Test tube babies face greater health risks: Research
Test tube babies are at a higher risk for genetic defects leading to chronic disorders, American health experts have claimed.
Washington: Test tube babies are at a
higher risk for genetic defects leading to chronic disorders,
American health experts have claimed.
Researchers at the Temple University School of Medicine
in Philadelphia, who studied two groups of children -- one who
were conceived naturally and the other born with the help of a
reproductive technology, found that the later group faces
greater health risks.
Lead researcher Carmen Sapienza said, "Children born
through assisted reproduction may have altered expression of
genes implicated in chronic metabolic disorders like obesity
and type 2 diabetes".
Since the birth of the first "test tube baby" in 1978,
more than three million children have been born with the help
of the reproductive technology and most of them are healthy,
but as a group they`re at a higher risk for low birth weight
which is associated with chronic disorders later in life.
In the study, to identify epigenetic (changes in gene
expression caused by molecular mechanisms other than mutations
in the DNA sequence itself) differences among the naturally
born kids and test tube babies, the scientists found that 5 to
10 per cent of chromosome modifications called DNA methylation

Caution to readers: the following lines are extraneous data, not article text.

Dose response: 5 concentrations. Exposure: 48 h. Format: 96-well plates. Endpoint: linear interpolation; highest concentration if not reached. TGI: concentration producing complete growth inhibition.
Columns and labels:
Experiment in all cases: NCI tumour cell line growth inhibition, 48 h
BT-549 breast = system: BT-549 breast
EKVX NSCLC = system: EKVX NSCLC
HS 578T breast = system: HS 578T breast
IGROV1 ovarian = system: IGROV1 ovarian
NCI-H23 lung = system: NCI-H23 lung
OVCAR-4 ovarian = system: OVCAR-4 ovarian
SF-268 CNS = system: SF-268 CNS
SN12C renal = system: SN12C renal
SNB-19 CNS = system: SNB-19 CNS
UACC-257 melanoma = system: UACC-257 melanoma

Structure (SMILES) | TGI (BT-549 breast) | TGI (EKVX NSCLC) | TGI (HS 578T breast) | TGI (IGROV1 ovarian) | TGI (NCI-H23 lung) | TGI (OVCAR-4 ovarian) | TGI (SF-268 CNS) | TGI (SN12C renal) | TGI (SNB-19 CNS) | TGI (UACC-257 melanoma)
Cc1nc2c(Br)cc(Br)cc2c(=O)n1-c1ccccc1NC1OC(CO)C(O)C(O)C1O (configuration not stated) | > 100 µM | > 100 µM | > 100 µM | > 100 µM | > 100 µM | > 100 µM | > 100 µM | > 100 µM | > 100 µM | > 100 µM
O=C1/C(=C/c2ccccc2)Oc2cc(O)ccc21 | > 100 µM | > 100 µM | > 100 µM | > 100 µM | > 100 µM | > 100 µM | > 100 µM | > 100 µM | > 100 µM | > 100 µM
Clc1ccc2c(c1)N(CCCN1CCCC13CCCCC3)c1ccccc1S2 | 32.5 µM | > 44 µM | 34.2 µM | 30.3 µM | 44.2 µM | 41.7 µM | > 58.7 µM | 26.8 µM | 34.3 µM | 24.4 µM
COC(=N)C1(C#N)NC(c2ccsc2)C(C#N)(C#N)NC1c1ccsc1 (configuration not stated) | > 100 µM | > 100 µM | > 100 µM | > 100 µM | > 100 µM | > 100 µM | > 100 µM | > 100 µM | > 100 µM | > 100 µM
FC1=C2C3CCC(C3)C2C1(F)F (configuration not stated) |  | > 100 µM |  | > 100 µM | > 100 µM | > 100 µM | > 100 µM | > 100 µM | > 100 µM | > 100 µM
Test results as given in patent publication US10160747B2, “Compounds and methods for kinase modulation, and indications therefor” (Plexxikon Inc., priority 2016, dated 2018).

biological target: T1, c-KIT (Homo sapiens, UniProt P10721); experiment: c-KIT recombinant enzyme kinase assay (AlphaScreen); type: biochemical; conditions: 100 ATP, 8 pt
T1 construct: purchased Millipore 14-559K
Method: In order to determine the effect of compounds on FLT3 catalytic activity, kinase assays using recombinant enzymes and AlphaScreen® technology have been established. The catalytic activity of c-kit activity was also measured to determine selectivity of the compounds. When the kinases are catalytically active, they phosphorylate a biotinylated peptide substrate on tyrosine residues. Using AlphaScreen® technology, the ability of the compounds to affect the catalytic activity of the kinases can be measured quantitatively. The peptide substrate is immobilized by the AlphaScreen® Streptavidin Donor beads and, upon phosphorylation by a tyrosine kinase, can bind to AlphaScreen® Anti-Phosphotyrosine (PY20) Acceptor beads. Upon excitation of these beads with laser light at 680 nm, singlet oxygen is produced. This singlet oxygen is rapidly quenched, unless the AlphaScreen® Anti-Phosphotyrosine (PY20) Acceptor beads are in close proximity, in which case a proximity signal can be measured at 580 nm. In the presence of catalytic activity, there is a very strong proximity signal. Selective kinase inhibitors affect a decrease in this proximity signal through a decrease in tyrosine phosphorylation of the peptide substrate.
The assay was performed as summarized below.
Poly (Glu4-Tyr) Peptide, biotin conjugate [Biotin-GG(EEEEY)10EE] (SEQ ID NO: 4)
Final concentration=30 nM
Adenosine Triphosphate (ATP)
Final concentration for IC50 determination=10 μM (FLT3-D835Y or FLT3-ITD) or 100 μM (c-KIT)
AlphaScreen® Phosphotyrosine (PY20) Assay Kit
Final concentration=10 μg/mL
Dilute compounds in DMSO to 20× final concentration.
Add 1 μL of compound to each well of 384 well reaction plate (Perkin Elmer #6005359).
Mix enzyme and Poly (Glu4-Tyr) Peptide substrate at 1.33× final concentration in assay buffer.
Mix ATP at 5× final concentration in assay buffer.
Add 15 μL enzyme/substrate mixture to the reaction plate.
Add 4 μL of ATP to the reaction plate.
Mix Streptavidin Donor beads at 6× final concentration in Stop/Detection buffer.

were different in both the groups, Scientific American said.
"We found that 5 to 10 per cent of these chromosome
modifications were different in children born through assisted
reproduction, and this altered the expression of nearby
genes," Sapienza says.
Several of the genes whose expression differed between
the two groups have been implicated in chronic metabolic
disorders, such as obesity and type 2 diabetes.
Because we have identical DNA in each of our cells, our
bodies have mechanisms such as DNA methylation, to control
which genes are expressed in certain cell types a process
called genomic imprinting.
When a methyl group (a carbon atom with three hydrogen
atoms attached) binds to a cytosine molecule (one of the four
nucleotides that make up DNA), it tells the cell`s
transcription machinery not to transcribe that gene.
"It`s important, because all the same genes can`t be
expressed in every cell," Sapienza explains.
"DNA methylation in the kidney is different from DNA
methylation in the liver," he says. That`s what makes each
Defects in methylation also cause the rare chromosomal
disorders Angelman syndrome and Beckwith Wiedemann
syndrome both of these complex congenital afflictions are
characterized by abnormal birth weight, he added.
Their risk increases as much as fivefold with assisted
reproduction jumping from one in 15, 00020,000 to one in
4,000, Sapienza says.